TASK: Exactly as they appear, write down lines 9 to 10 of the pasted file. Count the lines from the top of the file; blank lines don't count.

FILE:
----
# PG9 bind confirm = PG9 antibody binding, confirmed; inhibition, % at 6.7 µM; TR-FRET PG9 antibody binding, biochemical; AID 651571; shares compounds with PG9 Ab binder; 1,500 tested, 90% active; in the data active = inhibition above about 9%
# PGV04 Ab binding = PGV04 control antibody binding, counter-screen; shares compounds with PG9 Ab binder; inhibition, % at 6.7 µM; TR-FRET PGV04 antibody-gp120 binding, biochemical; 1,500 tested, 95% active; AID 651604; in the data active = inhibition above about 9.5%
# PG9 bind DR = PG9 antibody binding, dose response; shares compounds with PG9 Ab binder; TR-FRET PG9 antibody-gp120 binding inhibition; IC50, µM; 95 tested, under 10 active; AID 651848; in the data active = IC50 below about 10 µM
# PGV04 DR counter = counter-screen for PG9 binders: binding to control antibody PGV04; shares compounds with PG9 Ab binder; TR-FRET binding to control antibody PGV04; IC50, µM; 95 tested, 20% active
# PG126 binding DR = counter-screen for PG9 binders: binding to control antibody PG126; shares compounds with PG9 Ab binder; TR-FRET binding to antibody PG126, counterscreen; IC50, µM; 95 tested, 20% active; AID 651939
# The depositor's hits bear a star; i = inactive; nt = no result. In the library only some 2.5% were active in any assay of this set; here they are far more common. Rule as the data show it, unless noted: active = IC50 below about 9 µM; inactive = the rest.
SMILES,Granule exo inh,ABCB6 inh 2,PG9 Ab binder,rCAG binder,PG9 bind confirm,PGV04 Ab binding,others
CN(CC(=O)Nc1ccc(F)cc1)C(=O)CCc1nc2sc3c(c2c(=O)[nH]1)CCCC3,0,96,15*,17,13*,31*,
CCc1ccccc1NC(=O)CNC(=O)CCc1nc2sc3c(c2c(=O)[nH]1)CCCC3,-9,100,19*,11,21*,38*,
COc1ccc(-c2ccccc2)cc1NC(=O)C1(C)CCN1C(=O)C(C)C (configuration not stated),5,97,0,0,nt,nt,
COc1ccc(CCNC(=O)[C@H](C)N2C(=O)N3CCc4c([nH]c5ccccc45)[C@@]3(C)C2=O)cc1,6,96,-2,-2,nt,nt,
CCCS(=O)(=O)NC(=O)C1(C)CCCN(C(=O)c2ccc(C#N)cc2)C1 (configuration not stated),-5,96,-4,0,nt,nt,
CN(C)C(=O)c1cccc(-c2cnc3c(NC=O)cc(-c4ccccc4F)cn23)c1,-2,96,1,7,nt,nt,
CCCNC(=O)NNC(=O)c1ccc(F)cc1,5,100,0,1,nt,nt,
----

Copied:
CCc1ccccc1NC(=O)CNC(=O)CCc1nc2sc3c(c2c(=O)[nH]1)CCCC3,-9,100,19*,11,21*,38*,
COc1ccc(-c2ccccc2)cc1NC(=O)C1(C)CCN1C(=O)C(C)C (configuration not stated),5,97,0,0,nt,nt,